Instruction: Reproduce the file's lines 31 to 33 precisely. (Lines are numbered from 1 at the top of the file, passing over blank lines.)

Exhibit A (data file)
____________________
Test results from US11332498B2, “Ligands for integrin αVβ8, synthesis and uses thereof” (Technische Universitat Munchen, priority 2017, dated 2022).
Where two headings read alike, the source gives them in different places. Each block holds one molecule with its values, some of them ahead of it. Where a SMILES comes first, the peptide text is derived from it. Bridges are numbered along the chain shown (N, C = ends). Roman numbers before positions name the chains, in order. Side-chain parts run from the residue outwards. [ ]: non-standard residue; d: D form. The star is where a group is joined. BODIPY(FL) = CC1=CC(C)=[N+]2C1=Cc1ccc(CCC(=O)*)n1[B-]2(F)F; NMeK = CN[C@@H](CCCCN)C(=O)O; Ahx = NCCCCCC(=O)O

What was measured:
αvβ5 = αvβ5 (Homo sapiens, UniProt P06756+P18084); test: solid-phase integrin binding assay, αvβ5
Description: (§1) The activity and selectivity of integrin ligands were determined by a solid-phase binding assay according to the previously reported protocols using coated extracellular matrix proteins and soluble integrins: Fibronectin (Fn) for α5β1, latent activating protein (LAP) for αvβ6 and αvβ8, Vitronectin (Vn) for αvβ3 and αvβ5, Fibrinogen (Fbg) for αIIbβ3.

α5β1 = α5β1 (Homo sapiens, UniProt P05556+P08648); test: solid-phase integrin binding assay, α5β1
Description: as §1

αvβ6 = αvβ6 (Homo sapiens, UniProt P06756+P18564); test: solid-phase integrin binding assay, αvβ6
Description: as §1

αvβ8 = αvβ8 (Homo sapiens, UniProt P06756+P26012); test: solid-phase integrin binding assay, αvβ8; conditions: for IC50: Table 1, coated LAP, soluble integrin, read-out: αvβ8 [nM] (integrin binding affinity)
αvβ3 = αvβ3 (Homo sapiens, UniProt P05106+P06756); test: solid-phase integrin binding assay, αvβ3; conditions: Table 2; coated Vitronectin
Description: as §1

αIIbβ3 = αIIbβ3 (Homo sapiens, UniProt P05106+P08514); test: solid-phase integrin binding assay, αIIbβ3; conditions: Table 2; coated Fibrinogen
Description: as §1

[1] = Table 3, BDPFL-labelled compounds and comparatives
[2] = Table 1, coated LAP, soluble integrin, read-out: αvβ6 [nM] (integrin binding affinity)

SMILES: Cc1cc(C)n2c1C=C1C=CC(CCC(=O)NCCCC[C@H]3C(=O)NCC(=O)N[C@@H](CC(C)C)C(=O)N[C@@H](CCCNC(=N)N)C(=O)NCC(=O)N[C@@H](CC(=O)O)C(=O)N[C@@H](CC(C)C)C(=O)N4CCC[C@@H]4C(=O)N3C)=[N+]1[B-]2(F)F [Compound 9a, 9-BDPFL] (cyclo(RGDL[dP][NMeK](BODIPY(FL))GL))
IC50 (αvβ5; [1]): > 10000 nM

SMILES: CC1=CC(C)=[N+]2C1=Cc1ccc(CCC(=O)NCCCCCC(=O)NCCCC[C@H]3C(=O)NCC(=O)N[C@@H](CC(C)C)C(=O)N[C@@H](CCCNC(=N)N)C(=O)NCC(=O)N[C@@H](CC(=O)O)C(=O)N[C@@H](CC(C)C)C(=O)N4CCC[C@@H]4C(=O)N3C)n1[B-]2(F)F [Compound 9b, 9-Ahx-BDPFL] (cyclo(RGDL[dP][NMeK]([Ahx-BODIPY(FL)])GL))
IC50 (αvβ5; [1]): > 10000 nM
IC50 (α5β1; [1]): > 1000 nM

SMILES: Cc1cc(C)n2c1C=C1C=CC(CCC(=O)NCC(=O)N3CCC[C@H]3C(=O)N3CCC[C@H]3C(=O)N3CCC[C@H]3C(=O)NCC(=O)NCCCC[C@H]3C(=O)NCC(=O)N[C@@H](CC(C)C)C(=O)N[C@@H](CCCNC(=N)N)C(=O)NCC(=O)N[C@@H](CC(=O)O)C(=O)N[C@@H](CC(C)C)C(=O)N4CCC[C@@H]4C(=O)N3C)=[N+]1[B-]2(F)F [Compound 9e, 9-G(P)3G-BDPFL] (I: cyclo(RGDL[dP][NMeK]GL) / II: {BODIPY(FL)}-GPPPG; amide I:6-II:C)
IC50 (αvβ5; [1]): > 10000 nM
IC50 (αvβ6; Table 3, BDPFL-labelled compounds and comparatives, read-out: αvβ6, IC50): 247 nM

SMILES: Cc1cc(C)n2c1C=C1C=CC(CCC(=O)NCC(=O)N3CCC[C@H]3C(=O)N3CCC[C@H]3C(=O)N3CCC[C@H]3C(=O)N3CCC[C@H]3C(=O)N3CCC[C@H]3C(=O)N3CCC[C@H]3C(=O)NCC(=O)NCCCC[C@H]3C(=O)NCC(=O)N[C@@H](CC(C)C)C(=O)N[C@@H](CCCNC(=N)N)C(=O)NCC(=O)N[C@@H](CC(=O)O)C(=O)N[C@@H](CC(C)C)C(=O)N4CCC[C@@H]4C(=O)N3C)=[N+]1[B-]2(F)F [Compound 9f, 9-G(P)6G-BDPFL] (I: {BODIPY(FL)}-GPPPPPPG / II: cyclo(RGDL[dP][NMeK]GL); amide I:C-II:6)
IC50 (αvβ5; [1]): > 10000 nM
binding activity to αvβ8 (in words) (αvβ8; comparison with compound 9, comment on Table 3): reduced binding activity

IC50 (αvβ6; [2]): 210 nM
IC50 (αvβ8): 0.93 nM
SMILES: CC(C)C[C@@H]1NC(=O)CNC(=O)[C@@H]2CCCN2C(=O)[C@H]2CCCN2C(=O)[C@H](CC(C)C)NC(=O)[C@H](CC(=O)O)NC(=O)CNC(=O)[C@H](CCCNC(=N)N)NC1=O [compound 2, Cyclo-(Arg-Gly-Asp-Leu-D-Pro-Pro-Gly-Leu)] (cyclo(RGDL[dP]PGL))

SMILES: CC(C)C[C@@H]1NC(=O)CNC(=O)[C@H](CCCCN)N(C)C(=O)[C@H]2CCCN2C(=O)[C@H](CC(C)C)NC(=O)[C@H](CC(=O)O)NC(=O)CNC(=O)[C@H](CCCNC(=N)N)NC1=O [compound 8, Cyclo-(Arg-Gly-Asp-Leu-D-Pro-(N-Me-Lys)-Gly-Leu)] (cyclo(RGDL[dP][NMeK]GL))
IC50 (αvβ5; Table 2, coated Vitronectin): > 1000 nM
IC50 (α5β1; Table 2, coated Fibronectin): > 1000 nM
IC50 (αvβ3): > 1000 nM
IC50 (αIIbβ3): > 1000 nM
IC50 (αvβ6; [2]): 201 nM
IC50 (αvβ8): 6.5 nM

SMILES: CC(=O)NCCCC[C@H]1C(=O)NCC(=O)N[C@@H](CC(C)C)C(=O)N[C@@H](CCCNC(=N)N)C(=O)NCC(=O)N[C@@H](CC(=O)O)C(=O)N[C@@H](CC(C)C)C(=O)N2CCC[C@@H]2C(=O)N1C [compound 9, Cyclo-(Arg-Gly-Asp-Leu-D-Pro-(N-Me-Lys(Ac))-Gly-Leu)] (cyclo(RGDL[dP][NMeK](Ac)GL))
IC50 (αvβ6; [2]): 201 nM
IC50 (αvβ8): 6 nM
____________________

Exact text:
SMILES: CC(C)C[C@@H]1NC(=O)CNC(=O)[C@H](CCCCN)N(C)C(=O)[C@H]2CCCN2C(=O)[C@H](CC(C)C)NC(=O)[C@H](CC(=O)O)NC(=O)CNC(=O)[C@H](CCCNC(=N)N)NC1=O [compound 8, Cyclo-(Arg-Gly-Asp-Leu-D-Pro-(N-Me-Lys)-Gly-Leu)] (cyclo(RGDL[dP][NMeK]GL))
IC50 (αvβ5; Table 2, coated Vitronectin): > 1000 nM
IC50 (α5β1; Table 2, coated Fibronectin): > 1000 nM